Alex Zapesochny of iCardiac and the HTRLaunchPad Advisory Board (and an Innovocracy partner) surfaced this must-read blog post from a Brooklyn seed investor, entrepreneur and blogger. It details how startups this year may not need investments to grow. Several of our teams may fit this model.
This morning I had a long mentoring session with one of our founders and afterwards realized that nearly all of my input was about focus. Specifically, choosing a market, a user-profile and a simple minimum viable product (MVP) with the emphasis on ‘a‘ as in a single one of each. We’re nearly halfway through the classroom sessions and most teams are still struggling with this and looking at pivots, as I discussed in my last post. My general advice at this stage is that you should be starting to understand how to refine your business model down to these segments: One market, One customer/user profile and one example you are showing people.
For the market, consider these filters:
- Ability and willingness to pay
Choose the one that has all of these characteristics and focus your model on it. If you don’t have one that meets these criteria, your idea is probably flawed.
For the customer/user:
- Early adopter
- Technology- friendly (it doesn’t scare them)
- Willing to accept imperfection
- Willing to refer you to peers
- Wants to buy
These are the people within the market that you want to focus on.
For the MVP:
- Only enough to demonstrate how it solves the problem
- Build the user interface, don’t worry about the code and underlying data
- Build your story- in this morning’s case, they needed to populate their demo with content to show how it works
Here’s the deal: Don’t spend time and money building functionality until your business model is complete and validated. Getting the user-interface and story right makes the actual development process much easier.
So, it’s time to focus on these three things. Let everything else go, especially the ideas you love that don’t have a market, a qualified user or an easily understood solution.
This TED video is revolutionary and it illustrates many things relevant to the launchpad experience, even though it apparently has nothing to do with entrepreneurship (though I think it has everything to do with entrepreneurship!). She realized that asking for things is a gift to the person you’re asking, a sign of respect. So think about this as you do your customer discovery and ask strangers to help you develop your idea.
We’re initiating office hours so founder teams can get one on one help with the various challenges you’re working your way through. We have a couple of different approaches.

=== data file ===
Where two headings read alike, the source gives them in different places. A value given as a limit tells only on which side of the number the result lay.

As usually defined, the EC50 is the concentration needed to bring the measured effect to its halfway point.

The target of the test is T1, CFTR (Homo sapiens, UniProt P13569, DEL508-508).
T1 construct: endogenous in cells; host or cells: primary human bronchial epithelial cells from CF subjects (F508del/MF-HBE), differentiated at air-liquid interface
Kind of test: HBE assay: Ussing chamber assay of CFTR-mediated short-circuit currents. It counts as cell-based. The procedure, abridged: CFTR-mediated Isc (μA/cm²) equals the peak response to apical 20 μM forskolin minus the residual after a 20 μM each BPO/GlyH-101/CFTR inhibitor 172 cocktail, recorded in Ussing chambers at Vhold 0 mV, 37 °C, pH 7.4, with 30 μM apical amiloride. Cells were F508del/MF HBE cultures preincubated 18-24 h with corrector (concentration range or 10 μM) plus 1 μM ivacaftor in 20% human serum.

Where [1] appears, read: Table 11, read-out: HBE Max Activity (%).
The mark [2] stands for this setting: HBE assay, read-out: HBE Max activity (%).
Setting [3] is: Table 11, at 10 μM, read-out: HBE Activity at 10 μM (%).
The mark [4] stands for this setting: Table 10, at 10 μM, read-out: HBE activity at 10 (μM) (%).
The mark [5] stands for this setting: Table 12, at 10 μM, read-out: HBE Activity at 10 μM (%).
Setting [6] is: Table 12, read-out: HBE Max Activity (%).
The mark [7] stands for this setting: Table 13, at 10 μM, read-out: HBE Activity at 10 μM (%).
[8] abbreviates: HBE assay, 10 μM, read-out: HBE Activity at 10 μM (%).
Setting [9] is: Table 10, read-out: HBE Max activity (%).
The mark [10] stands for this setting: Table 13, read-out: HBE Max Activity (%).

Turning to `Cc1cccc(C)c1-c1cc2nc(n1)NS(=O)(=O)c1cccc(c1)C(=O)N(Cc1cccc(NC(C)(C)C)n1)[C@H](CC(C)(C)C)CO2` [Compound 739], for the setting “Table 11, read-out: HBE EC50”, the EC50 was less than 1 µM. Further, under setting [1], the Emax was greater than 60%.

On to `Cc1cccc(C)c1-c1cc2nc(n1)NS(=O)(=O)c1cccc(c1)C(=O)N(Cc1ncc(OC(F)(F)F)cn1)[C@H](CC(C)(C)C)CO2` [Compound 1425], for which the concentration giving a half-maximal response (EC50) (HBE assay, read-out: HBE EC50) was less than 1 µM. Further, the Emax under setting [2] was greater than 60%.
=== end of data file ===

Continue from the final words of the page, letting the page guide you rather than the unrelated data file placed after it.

Todd will be available at State St on Wednesdays from 10-1pm. He asks the following:
Please send a calendar invite for a time block of your choosing, not to exceed 20 minutes, including your venue/modailty preference: Phone, Skype, or Live (39 State St.)
This time can be free form, but please come armed with (and include in your invite) at least one specific question or issue you want to discuss. Themes hitting your radar this week might include:
* Did I contact 10 customers last week, will I contact 10 this week, and if not, why?
* Have I crafted a set of testable hypotheses, with pass/fail criteria?
* Do I have questions/concerns about particular areas of my BMC, and why?
* Is my pitch/product summary sufficiently succinct/compelling/descriptive?
* Do I have a MVP?
* Have I engaged the right mentor(s)/advisor(s), and if not what am I doing about that?
I (Martin) will be available on Thursdays from 12-3 for drop-ins. Shoot me a note if you are coming by and please understand that you may be sharing a discussion with other teams. The issues Todd mentions apply but I’m open to discussion of general issues regarding your business model, resources, etc.
The MindWriter team has created software that could radically change the way writing is taught. It gives the teacher insight into the student’s process when they are out of the classroom. Yowsa!
I’ve just posted a comprehensive directory of the LaunchPad mentors and advisors. We’re already seeing match-ups between teams and mentors and encourage our founders to learn about these invaluable resources, and look for people that might be helpful as you begin your customer discovery process.
If you are unable to reach a mentor, just contact Martin, Todd or Mike R and we’ll help you make the connection!